Unranked: Deadly Towers
Nintendo Entertainment System
I spent of a lot of time growing up trying to unravel the knotted puzzle that is Deadly Towers. Somewhere in here, there is a good game. It is hindered by a dreadful soundtrack, frustrating game AI, a mystifying lack of direction. I have tried to redeem it many times over the years and just cannot.
Broderbund was all over the market when it came to PCs and consoles during the mid eighties. Deadly Towers came out here in America in September of 1987. It was one of the earliest RPGs on home systems and featured a mostly top/down aesthetic ala the Legend of Zelda. Even if done right, this game is still pretty long. It is filled with enemies that do not scale with you, which makes the first part of the game very hard, not a lot of direction, and hidden dungeons that will leave even the best gamer potentially utterly lost. this game is unforgiving and has a pretty high up curve in comprehension and difficulty.
So, the plot of Deadly Towers goes something like this: Prince Meyer is about to get married, but the night before he sits at a lake and a ghost comes to see him to tell him that Rubas, a “devil of Darkness,” is going to use seven bells to summon an army of monsters. The Prince must burn the seven bells and the towers, oh and defeat Rubas too. No pressure.
I like that, originally, this game was going to be called “Hells Bells.” That would have been an excellent name for this game and really fit more with the vibe of it. Of course, Nintendo would not allow the name for a couple of reasons. “Deadly Towers” sort of makes sense, but only if you get decently far into the game. I imagine a lot of people did not have the patience for that.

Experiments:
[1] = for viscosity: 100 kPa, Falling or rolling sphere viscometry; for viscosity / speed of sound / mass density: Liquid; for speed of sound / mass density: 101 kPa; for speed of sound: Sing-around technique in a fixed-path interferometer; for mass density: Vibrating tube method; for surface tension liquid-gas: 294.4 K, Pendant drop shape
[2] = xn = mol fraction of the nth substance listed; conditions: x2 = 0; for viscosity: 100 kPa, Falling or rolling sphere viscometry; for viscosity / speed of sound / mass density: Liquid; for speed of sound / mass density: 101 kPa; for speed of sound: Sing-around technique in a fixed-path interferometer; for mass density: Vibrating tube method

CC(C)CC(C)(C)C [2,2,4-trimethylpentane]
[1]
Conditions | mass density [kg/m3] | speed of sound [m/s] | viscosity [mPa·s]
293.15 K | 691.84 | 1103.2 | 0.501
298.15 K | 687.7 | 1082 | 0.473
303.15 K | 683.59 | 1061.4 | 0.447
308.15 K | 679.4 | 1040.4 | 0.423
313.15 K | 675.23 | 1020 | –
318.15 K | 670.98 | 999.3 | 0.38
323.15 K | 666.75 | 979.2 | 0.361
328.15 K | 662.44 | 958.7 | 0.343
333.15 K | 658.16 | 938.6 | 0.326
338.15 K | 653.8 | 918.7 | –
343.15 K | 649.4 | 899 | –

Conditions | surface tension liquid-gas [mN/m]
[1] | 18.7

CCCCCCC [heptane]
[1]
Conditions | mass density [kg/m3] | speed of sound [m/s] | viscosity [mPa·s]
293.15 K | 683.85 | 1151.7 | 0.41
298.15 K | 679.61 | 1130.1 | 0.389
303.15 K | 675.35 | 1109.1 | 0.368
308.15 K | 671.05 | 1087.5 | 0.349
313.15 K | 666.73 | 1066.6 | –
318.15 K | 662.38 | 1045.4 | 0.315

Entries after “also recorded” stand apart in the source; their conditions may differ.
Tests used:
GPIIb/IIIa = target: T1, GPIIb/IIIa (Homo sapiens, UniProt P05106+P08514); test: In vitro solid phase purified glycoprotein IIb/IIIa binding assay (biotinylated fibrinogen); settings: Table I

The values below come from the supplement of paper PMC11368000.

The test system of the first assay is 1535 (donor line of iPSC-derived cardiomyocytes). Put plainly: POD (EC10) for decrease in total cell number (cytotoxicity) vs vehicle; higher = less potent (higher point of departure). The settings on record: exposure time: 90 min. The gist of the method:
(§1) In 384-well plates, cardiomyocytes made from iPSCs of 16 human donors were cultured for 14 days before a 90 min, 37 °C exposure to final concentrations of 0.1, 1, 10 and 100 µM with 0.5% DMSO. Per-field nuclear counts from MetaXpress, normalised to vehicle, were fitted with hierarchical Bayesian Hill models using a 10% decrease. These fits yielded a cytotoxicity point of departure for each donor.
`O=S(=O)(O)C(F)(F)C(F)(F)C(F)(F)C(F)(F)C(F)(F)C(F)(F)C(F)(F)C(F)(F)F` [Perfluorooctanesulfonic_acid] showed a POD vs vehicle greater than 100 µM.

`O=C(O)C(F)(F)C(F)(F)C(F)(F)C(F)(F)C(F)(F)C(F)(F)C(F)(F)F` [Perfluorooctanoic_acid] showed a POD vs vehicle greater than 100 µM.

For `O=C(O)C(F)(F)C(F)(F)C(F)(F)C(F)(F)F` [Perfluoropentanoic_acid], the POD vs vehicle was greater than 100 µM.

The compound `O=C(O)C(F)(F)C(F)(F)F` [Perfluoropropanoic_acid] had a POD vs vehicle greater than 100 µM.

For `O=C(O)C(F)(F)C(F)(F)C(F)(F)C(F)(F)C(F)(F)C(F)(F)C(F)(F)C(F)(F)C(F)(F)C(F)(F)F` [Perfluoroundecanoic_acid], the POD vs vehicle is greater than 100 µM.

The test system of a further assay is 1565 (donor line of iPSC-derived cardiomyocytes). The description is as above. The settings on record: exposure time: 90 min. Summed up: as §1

It was definitely reassuring during the mid to late nineties into the early 2000s that others seemed to hate this game too. I remember reading a number of websites that commented on how absolutely maddening Deadly Towers was to play. Before the World Wide Web, it was hard to gauge whether it was “just you” that hated a game, or sucked at it, or if it was actually a bad game and not you at all. I felt a lot better about how bewildering this game was otherwise when I saw other people say the same thing.
I also dated someone in the late nineties who had very few memories of playing Nintendo, but could recall a lot about Deadly Towers. She got lost in one of those hidden mazes too.
Deadly Towers was only covered in Nintendo Power once. In Issue #3 they mention changing the first two letters in any password to EF or FE and you will have every powerful weapon and armor in the game.
Okay, so we need to talk about the cover for Deadly Towers. Now, as we have discussed previously, there are many NES games that have inaccurate or straight up misleading covers. The dude on the front of Deadly Towers looks like Kerry Von Erich wearing gear from Dark Souls. Prince Myer in the actual game is shaped like an oval and has the same dead black eyes that She Ra had around the same time. It’s not a total deal breaker, but what the cover advertises is nowhere to be found in the game.
It’s like going from Superman to Puma Man.
The soundtrack to this game is truly dreadful. Like many Broderbund affiliated games, it is extremely tinny and harsh. The home screen theme is very severe and hard to even listen to. The short and repetitive over world theme is so bad that I muted the game not only while playing it for the podcast, but also while streaming it.